Behind the Buzz About Flexible Automation
Thanks to e-commerce, many distribution centers are now fulfilling a greater number of smaller orders—leaving some conventional materials handling automation systems behind the times. Is flexible automation the next frontier?
The explosion of e-commerce has profoundly impacted materials handling automation. Warehouses and fulfillment centers used to maintain a straightforward focus on shipping full pallets and larger units, but e-commerce created the need to ship goods at case, split-case, each, and even item levels. As a result, materials handling automation strategies and operations at many distribution centers (DCs) have undergone radical change.
Flexibility is the new materials handling buzzword. In order to more efficiently fulfill e-commerce orders, many retailers—and/or their third-party distribution or fulfillment center partners—are embracing a flexible approach to materials handling automation.
"Most traditional automation approaches are inflexible," explains Peter Blair, director of marketing for Kiva Systems, a warehouse automation technology provider based in North Reading, Mass.
"Companies design huge mechanical systems and invest significant capital to install automation solutions such as tilt-tray sorters and conveyor systems, which can't easily be scaled up or down," he says. "With this approach, a company has to project its growth over the next five to 10 years, and predict what products it will handle— then hope that strategy doesn't change much."
New School vs. Old School
Typically, DCs begin operating these traditional automation solutions below capacity to allow room for growth, then hit peak operating capacity after a few years. But they can quickly exceed capacity limits.
In addition, many traditional automation approaches are specific to certain types of packaging and product, and companies can be caught short if they begin selling products they hadn't imagined they would when they originally built or designed their warehouse.
"An automation strategy designed for shoe boxes will handle shoe boxes productively and efficiently," Blair explains. "But if a company adds jewelry or high-end gowns to its product mix, the automation designed for shoe boxes won't work as well."
Thanks to Internet retailing, the trend toward offering more SKUs, and the need to diversify product lines to attract consumers in an uncertain economy, retailers are increasingly adding to and changing their product assortment.
"It is no longer accurate that 80 percent of sales come from 20 percent of SKUs," notes Bill Leber, director of business development and marketing for Swisslog Warehouse & Distribution Solutions, an automated storage and retrieval systems manufacturer with U.S. operations in Newport News, Va. "Today, growth for companies comes from embracing new concepts and categories; new customer segments; and a multi-channel experience."
"All these factors have initiated a different way of thinking about automation, and flexibility has become much more important than it was a few years ago," Blair adds.
Robots to the Rescue
This shift means that DC automation solutions must be equipped to effectively and efficiently handle e-commerce order patterns—typically a higher volume of orders, each with a small number of items.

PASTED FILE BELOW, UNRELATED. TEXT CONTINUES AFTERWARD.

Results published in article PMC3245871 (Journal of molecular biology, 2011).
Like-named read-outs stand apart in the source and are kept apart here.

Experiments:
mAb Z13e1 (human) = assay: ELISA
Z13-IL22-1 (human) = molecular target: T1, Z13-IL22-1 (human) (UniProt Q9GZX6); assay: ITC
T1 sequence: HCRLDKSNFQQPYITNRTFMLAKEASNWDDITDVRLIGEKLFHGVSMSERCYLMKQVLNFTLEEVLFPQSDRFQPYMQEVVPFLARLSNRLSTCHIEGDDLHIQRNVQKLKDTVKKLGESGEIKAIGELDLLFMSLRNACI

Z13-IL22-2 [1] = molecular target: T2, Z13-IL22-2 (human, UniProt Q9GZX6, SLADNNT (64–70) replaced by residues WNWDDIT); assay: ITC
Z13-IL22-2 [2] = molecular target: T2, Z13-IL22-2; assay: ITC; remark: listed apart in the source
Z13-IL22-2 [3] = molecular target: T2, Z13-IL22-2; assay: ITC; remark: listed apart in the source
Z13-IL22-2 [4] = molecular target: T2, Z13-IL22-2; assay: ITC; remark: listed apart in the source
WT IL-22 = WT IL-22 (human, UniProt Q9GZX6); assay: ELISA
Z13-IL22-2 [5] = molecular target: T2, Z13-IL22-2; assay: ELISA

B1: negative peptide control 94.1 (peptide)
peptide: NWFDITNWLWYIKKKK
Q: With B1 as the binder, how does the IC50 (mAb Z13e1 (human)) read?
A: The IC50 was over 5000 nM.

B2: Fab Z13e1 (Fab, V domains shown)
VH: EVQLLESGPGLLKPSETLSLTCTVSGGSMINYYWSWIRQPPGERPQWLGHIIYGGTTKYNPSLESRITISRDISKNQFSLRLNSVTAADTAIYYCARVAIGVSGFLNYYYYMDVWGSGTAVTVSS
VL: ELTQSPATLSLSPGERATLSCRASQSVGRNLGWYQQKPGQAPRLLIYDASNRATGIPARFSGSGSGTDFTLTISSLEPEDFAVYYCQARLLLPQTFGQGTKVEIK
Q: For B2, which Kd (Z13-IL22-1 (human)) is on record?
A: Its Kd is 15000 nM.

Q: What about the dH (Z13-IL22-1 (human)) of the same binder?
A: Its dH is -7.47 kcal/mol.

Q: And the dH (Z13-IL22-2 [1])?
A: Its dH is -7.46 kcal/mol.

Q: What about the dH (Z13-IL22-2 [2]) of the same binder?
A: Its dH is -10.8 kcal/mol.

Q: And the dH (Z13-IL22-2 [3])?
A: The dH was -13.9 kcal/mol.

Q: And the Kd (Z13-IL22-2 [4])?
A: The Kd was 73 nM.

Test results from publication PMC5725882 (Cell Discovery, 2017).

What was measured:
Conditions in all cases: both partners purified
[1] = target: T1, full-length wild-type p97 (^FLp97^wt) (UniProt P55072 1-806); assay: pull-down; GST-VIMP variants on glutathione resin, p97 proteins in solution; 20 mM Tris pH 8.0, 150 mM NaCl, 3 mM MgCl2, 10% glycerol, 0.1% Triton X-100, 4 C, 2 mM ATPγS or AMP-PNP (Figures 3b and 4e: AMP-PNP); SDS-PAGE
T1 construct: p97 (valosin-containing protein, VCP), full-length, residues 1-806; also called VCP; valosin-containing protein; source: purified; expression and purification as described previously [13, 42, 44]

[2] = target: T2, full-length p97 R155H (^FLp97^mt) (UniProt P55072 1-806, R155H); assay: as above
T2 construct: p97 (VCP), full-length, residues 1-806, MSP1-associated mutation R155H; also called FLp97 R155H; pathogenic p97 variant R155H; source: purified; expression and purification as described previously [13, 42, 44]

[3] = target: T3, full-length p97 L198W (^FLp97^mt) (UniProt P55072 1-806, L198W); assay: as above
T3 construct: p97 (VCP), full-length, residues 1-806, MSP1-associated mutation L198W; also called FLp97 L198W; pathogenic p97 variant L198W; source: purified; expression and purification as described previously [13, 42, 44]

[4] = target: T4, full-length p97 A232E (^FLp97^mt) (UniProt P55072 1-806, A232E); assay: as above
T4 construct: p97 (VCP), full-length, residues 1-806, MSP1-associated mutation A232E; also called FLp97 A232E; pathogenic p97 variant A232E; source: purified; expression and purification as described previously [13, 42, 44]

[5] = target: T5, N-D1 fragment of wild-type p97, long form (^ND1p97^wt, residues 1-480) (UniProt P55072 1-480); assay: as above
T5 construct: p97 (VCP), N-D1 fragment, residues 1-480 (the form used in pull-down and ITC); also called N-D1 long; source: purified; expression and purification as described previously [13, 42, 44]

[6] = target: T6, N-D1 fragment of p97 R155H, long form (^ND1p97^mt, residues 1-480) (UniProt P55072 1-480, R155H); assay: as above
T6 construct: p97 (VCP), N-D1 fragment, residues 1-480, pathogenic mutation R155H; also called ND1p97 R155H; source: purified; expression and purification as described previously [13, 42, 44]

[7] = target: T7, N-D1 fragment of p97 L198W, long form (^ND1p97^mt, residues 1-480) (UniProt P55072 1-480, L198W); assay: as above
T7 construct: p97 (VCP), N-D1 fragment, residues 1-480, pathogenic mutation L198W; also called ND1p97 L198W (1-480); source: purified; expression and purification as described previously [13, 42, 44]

"Automation systems built around pallets and large quantities—such as conveyor systems and forklifts—are unsuited to picking orders at an each or item level," Blair notes.
To achieve the desired materials handling automation flexibility, many companies are turning to mobile robotic systems such as the ones offered by Kiva and Swisslog, which contrast sharply with traditional warehouse picking models. Instead of warehouse workers going to find the product, the product comes to the workers. "The approach is totally different," Blair notes.
workers stay put, ROBOTS DELIVER On Demand
A typical robotic automation system consists of mobile robot units toting moveable bins or shelves of products around the warehouse and to workstations. Workers at those stations remain fixed in place and can easily pick the items needed from each bin.
Once the necessary item has been picked, the robot moves on and the next one arrives. The solutions are controlled by high-tech software that interfaces with a company's warehouse management system or order management solution—or even a simple Excel spreadsheet—to give the robots instructions on what products to move, and to which locations.
Because robotic systems are flexible in design, size, and functionality, they are gaining favor over conventional manual and automated storage and pick systems for the small-quantity, multiple-SKU orders that are increasingly common in retail fulfillment.
In addition to handling e-commerce orders, the solutions are applicable for warehouses performing retail replenishment tasks, which are also largely piece-picking operations.
"Replenishment does not involve sending full cases to stores," Leber explains. "Instead, workers pick two of one product and three of another to replenish goods that have been sold. Robotic systems perform well in those scenarios."
The overall goal of robotic systems is to give distribution centers the flexibility and scalability required in today's brave new world of retail fulfillment. The following two case studies demonstrate how flexible robotic automation systems do just that.
Case Study: AutoStore Helps Komplett Complete Its Growth